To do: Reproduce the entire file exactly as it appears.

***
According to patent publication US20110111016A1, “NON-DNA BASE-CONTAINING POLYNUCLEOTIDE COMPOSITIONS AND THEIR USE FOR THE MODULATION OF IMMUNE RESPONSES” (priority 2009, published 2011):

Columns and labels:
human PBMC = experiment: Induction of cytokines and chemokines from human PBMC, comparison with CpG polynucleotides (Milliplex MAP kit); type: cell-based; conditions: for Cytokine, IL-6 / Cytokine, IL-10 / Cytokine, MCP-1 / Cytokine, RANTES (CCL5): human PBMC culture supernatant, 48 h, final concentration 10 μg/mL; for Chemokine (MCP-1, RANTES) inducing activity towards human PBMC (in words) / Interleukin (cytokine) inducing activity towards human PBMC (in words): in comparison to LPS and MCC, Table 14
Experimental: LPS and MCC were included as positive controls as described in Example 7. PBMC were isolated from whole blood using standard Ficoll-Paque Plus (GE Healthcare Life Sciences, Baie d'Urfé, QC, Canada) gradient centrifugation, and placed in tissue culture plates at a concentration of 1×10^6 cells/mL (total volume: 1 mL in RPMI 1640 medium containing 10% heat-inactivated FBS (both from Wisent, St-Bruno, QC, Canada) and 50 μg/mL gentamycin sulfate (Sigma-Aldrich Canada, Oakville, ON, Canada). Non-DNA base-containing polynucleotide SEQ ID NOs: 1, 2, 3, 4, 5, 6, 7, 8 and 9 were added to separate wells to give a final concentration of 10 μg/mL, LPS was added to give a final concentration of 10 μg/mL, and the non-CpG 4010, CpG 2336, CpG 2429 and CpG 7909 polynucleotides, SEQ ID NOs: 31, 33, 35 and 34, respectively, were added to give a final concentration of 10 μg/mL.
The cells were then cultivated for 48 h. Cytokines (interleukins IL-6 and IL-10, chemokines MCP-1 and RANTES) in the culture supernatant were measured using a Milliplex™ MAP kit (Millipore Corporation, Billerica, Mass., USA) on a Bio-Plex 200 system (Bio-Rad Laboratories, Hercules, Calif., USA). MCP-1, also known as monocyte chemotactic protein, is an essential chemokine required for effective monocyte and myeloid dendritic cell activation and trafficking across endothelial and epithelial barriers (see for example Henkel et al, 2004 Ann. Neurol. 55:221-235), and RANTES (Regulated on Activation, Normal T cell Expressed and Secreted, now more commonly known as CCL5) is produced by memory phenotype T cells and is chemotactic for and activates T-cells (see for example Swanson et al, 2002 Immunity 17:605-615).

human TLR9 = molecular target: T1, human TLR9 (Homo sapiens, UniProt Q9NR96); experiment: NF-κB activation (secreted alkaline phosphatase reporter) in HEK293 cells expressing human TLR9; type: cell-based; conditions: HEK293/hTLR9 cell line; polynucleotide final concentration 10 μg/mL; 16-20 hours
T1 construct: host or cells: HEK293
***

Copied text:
According to patent publication US20110111016A1, “NON-DNA BASE-CONTAINING POLYNUCLEOTIDE COMPOSITIONS AND THEIR USE FOR THE MODULATION OF IMMUNE RESPONSES” (priority 2009, published 2011):

Columns and labels:
human PBMC = experiment: Induction of cytokines and chemokines from human PBMC, comparison with CpG polynucleotides (Milliplex MAP kit); type: cell-based; conditions: for Cytokine, IL-6 / Cytokine, IL-10 / Cytokine, MCP-1 / Cytokine, RANTES (CCL5): human PBMC culture supernatant, 48 h, final concentration 10 μg/mL; for Chemokine (MCP-1, RANTES) inducing activity towards human PBMC (in words) / Interleukin (cytokine) inducing activity towards human PBMC (in words): in comparison to LPS and MCC, Table 14
Experimental: LPS and MCC were included as positive controls as described in Example 7. PBMC were isolated from whole blood using standard Ficoll-Paque Plus (GE Healthcare Life Sciences, Baie d'Urfé, QC, Canada) gradient centrifugation, and placed in tissue culture plates at a concentration of 1×10^6 cells/mL (total volume: 1 mL in RPMI 1640 medium containing 10% heat-inactivated FBS (both from Wisent, St-Bruno, QC, Canada) and 50 μg/mL gentamycin sulfate (Sigma-Aldrich Canada, Oakville, ON, Canada). Non-DNA base-containing polynucleotide SEQ ID NOs: 1, 2, 3, 4, 5, 6, 7, 8 and 9 were added to separate wells to give a final concentration of 10 μg/mL, LPS was added to give a final concentration of 10 μg/mL, and the non-CpG 4010, CpG 2336, CpG 2429 and CpG 7909 polynucleotides, SEQ ID NOs: 31, 33, 35 and 34, respectively, were added to give a final concentration of 10 μg/mL.
The cells were then cultivated for 48 h. Cytokines (interleukins IL-6 and IL-10, chemokines MCP-1 and RANTES) in the culture supernatant were measured using a Milliplex™ MAP kit (Millipore Corporation, Billerica, Mass., USA) on a Bio-Plex 200 system (Bio-Rad Laboratories, Hercules, Calif., USA). MCP-1, also known as monocyte chemotactic protein, is an essential chemokine required for effective monocyte and myeloid dendritic cell activation and trafficking across endothelial and epithelial barriers (see for example Henkel et al, 2004 Ann. Neurol. 55:221-235), and RANTES (Regulated on Activation, Normal T cell Expressed and Secreted, now more commonly known as CCL5) is produced by memory phenotype T cells and is chemotactic for and activates T-cells (see for example Swanson et al, 2002 Immunity 17:605-615).

human TLR9 = molecular target: T1, human TLR9 (Homo sapiens, UniProt Q9NR96); experiment: NF-κB activation (secreted alkaline phosphatase reporter) in HEK293 cells expressing human TLR9; type: cell-based; conditions: HEK293/hTLR9 cell line; polynucleotide final concentration 10 μg/mL; 16-20 hours
T1 construct: host or cells: HEK293